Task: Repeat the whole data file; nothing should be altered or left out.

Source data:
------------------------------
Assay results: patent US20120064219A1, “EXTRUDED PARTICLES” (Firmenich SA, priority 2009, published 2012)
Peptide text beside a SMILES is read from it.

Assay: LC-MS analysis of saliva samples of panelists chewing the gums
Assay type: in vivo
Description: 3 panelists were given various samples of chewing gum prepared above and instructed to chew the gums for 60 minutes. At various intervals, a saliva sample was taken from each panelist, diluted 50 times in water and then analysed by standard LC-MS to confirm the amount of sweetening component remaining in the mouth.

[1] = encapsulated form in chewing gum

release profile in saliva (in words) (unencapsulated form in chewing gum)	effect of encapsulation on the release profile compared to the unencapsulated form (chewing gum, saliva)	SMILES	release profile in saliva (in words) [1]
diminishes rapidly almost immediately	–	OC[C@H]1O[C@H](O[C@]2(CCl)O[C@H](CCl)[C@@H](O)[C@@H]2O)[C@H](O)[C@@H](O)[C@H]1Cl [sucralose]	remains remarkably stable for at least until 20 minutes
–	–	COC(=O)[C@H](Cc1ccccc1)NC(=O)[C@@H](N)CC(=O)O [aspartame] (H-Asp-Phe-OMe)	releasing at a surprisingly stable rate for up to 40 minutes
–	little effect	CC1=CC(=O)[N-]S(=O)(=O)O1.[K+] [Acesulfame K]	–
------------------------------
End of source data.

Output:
Assay results: patent US20120064219A1, “EXTRUDED PARTICLES” (Firmenich SA, priority 2009, published 2012)
Peptide text beside a SMILES is read from it.

Assay: LC-MS analysis of saliva samples of panelists chewing the gums
Assay type: in vivo
Description: 3 panelists were given various samples of chewing gum prepared above and instructed to chew the gums for 60 minutes. At various intervals, a saliva sample was taken from each panelist, diluted 50 times in water and then analysed by standard LC-MS to confirm the amount of sweetening component remaining in the mouth.

[1] = encapsulated form in chewing gum

release profile in saliva (in words) (unencapsulated form in chewing gum)	effect of encapsulation on the release profile compared to the unencapsulated form (chewing gum, saliva)	SMILES	release profile in saliva (in words) [1]
diminishes rapidly almost immediately	–	OC[C@H]1O[C@H](O[C@]2(CCl)O[C@H](CCl)[C@@H](O)[C@@H]2O)[C@H](O)[C@@H](O)[C@H]1Cl [sucralose]	remains remarkably stable for at least until 20 minutes
–	–	COC(=O)[C@H](Cc1ccccc1)NC(=O)[C@@H](N)CC(=O)O [aspartame] (H-Asp-Phe-OMe)	releasing at a surprisingly stable rate for up to 40 minutes
–	little effect	CC1=CC(=O)[N-]S(=O)(=O)O1.[K+] [Acesulfame K]	–